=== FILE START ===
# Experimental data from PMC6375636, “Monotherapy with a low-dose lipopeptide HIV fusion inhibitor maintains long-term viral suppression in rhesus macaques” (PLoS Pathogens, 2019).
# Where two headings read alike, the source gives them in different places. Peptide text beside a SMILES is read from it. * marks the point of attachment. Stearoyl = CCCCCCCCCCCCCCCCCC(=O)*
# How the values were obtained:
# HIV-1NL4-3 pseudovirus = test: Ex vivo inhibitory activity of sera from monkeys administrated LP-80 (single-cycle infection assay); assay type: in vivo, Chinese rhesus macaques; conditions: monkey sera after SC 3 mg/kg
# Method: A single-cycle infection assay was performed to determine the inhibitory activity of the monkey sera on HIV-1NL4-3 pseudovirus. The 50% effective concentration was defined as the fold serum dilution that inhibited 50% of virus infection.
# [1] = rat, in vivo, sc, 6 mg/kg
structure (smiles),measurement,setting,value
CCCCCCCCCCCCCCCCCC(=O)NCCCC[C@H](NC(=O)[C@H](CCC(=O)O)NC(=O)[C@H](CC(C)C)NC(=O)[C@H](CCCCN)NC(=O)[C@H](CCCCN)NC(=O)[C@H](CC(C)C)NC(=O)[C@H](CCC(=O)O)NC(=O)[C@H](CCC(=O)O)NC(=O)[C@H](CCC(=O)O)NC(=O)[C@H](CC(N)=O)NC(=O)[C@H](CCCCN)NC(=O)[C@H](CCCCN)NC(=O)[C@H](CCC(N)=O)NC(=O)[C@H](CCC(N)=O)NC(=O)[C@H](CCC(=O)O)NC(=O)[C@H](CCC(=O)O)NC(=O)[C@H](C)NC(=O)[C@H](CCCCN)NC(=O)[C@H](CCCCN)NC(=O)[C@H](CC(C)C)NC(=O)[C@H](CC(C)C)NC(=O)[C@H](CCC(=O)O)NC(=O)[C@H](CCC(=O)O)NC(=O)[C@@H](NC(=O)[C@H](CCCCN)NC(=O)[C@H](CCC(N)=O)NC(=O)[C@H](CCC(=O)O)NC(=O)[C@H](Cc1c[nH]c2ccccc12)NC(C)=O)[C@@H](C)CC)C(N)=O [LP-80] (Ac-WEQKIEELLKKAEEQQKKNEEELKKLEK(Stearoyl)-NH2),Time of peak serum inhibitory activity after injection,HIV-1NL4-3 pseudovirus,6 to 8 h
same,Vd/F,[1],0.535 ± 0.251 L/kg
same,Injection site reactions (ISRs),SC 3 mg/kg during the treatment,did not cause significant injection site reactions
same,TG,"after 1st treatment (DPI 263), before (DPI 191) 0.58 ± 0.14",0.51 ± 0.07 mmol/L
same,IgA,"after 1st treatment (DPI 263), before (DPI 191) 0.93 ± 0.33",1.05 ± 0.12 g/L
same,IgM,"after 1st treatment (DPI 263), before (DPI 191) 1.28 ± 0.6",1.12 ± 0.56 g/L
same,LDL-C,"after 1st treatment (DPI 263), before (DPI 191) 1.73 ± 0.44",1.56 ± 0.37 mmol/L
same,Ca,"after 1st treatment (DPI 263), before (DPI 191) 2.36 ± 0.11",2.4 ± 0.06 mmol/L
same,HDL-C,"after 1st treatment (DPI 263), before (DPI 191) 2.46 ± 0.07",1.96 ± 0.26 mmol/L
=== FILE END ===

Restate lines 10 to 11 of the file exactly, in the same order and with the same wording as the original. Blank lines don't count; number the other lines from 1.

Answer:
same,Injection site reactions (ISRs),SC 3 mg/kg during the treatment,did not cause significant injection site reactions
same,TG,"after 1st treatment (DPI 263), before (DPI 191) 0.58 ± 0.14",0.51 ± 0.07 mmol/L